Posted by: on Jan 24, 2012 | No Comments

For me, going to see Steven Spielberg’s new blockbuster was especially exciting. Why?  It’s because a large part of the film was shot only a few minutes from my Devon home, on Dartmoor.  More than anything, I was dying to see the Westcountry countryside on the big screen.  I didn’t know much about the story at all and I certainly was not prepared for the sheer power of the film, both cinematically and emotionally.

Set just before and during the First World War, War Horse is the story of a beautiful horse named Joey.  Bought on a whim, by a poverty- stricken farmer, Joey manages to overcome obstacles that nobody thought possible.  He ploughs the farm- land before being sold to the army at the start of the Great War.  Joey survives the war, always playing an important role, being passed from owner to owner.  Finally he is reunited with his trainer, Albie and they both return to Devon to continue their life on the farm.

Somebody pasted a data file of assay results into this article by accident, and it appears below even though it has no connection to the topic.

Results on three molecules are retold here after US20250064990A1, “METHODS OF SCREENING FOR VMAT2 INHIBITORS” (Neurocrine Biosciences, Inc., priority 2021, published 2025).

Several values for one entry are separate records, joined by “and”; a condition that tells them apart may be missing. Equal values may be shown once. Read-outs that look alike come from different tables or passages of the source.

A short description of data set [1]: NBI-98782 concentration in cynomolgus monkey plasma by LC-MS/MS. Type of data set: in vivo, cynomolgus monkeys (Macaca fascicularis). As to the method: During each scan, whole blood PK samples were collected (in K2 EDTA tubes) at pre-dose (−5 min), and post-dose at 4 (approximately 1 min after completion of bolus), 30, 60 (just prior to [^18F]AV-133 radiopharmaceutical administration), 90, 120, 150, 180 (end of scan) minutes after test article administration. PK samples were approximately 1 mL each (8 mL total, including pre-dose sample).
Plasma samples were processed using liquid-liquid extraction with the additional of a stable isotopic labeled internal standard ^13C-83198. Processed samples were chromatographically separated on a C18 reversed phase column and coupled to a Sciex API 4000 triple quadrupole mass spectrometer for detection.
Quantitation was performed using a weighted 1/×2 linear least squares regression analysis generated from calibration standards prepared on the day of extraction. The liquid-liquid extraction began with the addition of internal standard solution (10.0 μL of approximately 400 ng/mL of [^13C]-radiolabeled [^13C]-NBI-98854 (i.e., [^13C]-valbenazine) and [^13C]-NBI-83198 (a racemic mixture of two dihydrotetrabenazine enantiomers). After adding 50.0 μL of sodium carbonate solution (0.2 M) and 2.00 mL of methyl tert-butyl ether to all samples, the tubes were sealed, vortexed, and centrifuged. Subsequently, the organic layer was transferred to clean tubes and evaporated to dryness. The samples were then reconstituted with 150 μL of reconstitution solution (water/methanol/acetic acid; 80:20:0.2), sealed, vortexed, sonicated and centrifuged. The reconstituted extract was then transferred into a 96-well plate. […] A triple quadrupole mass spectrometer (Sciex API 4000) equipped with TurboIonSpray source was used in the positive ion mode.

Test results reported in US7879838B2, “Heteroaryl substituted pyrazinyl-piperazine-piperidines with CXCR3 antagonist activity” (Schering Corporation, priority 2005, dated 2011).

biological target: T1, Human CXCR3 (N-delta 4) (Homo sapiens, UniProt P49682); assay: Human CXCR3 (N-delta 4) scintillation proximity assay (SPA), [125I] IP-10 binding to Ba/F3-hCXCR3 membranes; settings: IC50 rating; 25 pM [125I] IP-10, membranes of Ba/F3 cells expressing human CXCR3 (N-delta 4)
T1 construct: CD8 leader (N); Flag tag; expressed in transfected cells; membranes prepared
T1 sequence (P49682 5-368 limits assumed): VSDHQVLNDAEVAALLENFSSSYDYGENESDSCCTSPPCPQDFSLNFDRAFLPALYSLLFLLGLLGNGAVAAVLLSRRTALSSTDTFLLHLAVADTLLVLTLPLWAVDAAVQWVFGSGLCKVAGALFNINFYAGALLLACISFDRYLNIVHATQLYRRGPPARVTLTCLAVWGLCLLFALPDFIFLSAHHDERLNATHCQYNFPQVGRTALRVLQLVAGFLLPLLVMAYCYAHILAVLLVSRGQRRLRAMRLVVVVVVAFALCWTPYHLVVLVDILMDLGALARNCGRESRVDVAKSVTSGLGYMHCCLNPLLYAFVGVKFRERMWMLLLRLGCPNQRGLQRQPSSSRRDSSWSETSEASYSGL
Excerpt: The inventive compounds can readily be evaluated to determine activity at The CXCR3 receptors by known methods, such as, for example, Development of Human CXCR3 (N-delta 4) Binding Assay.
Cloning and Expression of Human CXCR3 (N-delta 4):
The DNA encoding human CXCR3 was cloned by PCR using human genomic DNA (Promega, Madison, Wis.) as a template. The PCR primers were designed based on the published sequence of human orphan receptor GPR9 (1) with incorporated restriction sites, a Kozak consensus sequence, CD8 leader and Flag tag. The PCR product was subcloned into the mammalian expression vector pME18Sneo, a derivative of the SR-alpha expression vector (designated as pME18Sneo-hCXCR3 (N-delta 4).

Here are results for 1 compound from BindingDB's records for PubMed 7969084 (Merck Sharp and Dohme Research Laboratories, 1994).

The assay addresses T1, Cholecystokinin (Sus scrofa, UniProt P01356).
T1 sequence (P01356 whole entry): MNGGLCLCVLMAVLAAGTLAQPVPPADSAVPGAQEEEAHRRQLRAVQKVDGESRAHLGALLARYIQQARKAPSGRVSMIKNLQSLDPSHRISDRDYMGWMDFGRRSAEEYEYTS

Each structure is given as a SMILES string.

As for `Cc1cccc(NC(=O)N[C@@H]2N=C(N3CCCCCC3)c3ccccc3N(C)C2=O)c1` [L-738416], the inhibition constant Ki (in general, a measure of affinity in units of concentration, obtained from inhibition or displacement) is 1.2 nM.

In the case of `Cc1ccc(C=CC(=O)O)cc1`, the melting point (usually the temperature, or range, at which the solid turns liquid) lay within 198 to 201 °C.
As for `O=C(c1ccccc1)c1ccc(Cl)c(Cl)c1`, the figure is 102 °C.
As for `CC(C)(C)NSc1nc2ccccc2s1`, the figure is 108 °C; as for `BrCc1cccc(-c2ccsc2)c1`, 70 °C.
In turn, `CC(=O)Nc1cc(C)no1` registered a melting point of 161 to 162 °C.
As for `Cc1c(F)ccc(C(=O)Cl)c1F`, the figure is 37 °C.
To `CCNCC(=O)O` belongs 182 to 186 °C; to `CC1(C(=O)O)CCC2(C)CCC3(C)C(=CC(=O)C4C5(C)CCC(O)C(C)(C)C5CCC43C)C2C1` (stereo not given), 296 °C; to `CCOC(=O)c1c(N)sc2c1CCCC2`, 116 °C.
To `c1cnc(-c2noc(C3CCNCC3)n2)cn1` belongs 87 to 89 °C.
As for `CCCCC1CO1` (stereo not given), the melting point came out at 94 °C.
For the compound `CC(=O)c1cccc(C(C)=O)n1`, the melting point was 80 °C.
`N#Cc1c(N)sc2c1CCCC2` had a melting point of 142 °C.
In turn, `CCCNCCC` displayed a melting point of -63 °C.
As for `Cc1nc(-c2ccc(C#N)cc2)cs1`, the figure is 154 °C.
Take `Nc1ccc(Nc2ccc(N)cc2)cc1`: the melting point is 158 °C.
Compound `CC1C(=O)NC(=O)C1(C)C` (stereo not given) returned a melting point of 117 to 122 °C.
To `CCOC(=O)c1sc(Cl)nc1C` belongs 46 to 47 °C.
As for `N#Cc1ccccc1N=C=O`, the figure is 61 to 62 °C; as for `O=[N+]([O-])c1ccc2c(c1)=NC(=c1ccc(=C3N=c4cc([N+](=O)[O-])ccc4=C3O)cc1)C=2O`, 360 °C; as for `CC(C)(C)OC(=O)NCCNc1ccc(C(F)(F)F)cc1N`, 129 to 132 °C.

It is a beautiful film.  The shots of my beloved Devon countryside truly show off the isolated idyll that it is.  In contrast, Spielberg manages to capture the horrors of World War I in a scarily vivid way.  At times, it is like being inside a Wilfred Owen poem.  The sounds of shells echo throughout, many scenes show upsetting death and suffering and the harshness of life in the trenches is harrowing.  This coupled with Joey’s brave loyalty to the war set off many a tear in the audience.  Joey’s suffering is also captured and for me the most disturbing scene was the horse getting trapped in barbed wire in No man’s land, waiting to either die or to be rescued.

The main protagonist Albert, played by Jeremy Irvine is so believable in his love for Joey and his dedication to training him in order to rescue his father from his debts.  He is so strongly attached to the horse, but never soppy.  You can’t help but long for them to be reunited.  It’s just a shame about his Devon accent, it wasn’t quite convincing enough for a true Devon girl.

Joey is of course, the star of the show, as he should be.  Played by several different horses and at times aided by computer- generated images, Joey looks fabulous at all times, even when he is injured nearly to the point of death.  You don’t have to be a horse lover to fall in love with Joey.

So. To sum it up, War Horse has more war factor than horse factor. It is a war film with a horse in it, rather than a film about a horse that takes place in a war.  However it is a must see.  Prepare to be blown away by the scenery, the recreation of a terrible war and most importantly the beauty of Joey.  Don’t forget to bring your tissues!